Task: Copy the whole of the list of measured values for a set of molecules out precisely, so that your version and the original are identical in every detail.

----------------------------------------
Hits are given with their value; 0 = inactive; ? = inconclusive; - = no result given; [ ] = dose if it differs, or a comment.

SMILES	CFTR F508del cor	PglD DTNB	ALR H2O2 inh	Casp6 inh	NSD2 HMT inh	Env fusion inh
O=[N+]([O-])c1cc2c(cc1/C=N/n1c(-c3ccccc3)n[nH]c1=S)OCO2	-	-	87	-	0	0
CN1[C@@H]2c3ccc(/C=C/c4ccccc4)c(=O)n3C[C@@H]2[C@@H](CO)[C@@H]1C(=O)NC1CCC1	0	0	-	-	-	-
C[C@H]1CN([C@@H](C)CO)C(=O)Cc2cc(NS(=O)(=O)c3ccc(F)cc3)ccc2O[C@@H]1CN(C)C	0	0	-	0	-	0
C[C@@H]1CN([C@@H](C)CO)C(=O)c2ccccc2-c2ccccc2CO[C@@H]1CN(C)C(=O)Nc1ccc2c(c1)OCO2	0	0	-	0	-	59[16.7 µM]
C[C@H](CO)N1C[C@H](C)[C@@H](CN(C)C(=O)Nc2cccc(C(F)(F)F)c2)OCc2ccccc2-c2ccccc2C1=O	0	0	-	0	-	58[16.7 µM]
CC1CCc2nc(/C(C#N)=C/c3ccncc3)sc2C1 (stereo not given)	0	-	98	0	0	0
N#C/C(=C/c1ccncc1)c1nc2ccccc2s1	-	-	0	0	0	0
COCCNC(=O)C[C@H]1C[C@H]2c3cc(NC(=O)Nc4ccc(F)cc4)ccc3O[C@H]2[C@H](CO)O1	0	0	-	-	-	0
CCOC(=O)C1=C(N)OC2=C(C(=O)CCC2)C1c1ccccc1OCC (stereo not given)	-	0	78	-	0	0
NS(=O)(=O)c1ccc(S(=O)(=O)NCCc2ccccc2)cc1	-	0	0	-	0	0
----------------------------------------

Hits are given with their value; 0 = inactive; ? = inconclusive; - = no result given; [ ] = dose if it differs, or a comment.

SMILES	CFTR F508del cor	PglD DTNB	ALR H2O2 inh	Casp6 inh	NSD2 HMT inh	Env fusion inh
O=[N+]([O-])c1cc2c(cc1/C=N/n1c(-c3ccccc3)n[nH]c1=S)OCO2	-	-	87	-	0	0
CN1[C@@H]2c3ccc(/C=C/c4ccccc4)c(=O)n3C[C@@H]2[C@@H](CO)[C@@H]1C(=O)NC1CCC1	0	0	-	-	-	-
C[C@H]1CN([C@@H](C)CO)C(=O)Cc2cc(NS(=O)(=O)c3ccc(F)cc3)ccc2O[C@@H]1CN(C)C	0	0	-	0	-	0
C[C@@H]1CN([C@@H](C)CO)C(=O)c2ccccc2-c2ccccc2CO[C@@H]1CN(C)C(=O)Nc1ccc2c(c1)OCO2	0	0	-	0	-	59[16.7 µM]
C[C@H](CO)N1C[C@H](C)[C@@H](CN(C)C(=O)Nc2cccc(C(F)(F)F)c2)OCc2ccccc2-c2ccccc2C1=O	0	0	-	0	-	58[16.7 µM]
CC1CCc2nc(/C(C#N)=C/c3ccncc3)sc2C1 (stereo not given)	0	-	98	0	0	0
N#C/C(=C/c1ccncc1)c1nc2ccccc2s1	-	-	0	0	0	0
COCCNC(=O)C[C@H]1C[C@H]2c3cc(NC(=O)Nc4ccc(F)cc4)ccc3O[C@H]2[C@H](CO)O1	0	0	-	-	-	0
CCOC(=O)C1=C(N)OC2=C(C(=O)CCC2)C1c1ccccc1OCC (stereo not given)	-	0	78	-	0	0
NS(=O)(=O)c1ccc(S(=O)(=O)NCCc2ccccc2)cc1	-	0	0	-	0	0